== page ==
I met a different girl and went to her house to pick her up. This instance was not a date but when she got in my car her father started yelling at her to get out of the car, but she could not open the door by herself. Her father made me go open the door and have her get out. I then had to shut the door and re open it to let her get back in and then shut the door. Anytime she got in and out of the car her father expected me to open the door for her. This became a habit and sometimes I find myself, out of habit wanting to open the door for anybody that gets in my car.
With peoples opinions becoming more diverse its nearly impossible to understand fully what someone expects especially when it comes to gender roles. One date didn’t want me to open her door for her and another girl expected it opened every time. Its also not in our culture for guys to open the door for guys nor girls for girls or girls for guys. I wonder if this will become an extinct practice as women become more independent. Who is to blame?
Posted in Blog Entry 4 on May 9, 2012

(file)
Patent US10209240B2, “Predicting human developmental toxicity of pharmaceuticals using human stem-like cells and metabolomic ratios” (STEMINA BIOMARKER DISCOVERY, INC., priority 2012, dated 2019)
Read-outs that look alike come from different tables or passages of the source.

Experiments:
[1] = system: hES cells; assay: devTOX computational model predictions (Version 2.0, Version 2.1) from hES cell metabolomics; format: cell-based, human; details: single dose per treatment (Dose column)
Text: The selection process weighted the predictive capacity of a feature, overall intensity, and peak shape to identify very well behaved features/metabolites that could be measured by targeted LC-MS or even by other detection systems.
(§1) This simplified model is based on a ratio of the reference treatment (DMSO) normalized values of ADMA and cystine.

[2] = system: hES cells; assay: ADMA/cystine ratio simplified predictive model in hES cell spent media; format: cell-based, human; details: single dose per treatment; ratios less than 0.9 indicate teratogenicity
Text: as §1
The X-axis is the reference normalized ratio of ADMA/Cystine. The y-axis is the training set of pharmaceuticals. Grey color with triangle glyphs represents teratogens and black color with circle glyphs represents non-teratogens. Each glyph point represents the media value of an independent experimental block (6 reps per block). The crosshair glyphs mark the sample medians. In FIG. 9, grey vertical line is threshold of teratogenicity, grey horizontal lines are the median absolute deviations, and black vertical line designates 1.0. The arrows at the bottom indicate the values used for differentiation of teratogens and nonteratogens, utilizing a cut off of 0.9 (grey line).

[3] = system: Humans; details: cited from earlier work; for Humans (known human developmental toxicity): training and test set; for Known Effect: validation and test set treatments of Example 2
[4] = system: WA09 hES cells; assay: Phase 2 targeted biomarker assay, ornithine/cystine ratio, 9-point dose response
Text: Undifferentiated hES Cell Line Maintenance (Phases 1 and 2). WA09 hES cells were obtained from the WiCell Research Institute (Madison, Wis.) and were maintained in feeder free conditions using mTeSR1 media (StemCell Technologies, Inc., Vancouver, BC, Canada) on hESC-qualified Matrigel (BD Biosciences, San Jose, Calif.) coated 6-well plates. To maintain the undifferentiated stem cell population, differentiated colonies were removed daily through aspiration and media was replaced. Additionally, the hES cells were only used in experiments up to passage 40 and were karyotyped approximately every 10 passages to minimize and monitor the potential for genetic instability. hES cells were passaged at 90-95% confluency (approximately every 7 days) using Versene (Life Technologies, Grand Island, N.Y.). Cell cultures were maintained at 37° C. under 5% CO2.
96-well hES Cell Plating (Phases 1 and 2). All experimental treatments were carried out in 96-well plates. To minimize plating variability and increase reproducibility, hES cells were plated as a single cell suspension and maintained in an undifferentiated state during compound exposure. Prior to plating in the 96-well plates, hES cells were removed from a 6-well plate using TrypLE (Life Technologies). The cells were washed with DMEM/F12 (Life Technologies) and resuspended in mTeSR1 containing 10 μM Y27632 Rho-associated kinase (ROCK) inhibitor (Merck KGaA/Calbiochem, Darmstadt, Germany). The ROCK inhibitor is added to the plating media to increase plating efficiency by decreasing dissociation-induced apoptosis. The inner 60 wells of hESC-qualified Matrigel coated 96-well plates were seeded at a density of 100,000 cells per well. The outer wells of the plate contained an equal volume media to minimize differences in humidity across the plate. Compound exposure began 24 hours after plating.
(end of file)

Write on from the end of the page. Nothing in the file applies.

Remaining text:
Attitude Modeling – I define Attitude Modeling as the formation of attitudes learned by watching the attitudes of others around you.
The picture that I have posted with this post is a demonstration of both behavior and attitude modeling and I will explain more in depth why it is. Yes this is a picture of me as a child and I never ever thought that I would someday use this for an example in social psychology.
Please click on the link below to try to open the picture, I hope this works.
In this picture I am modeling the behavior of my dad. Most look to their parents as role models, and as young children want to grow up to be just like them. Obviously at that age I had no clue what I was doing, and who knows if my dad did, but I wanted to be right there with him so I pulled out my plastic tool box and went to work.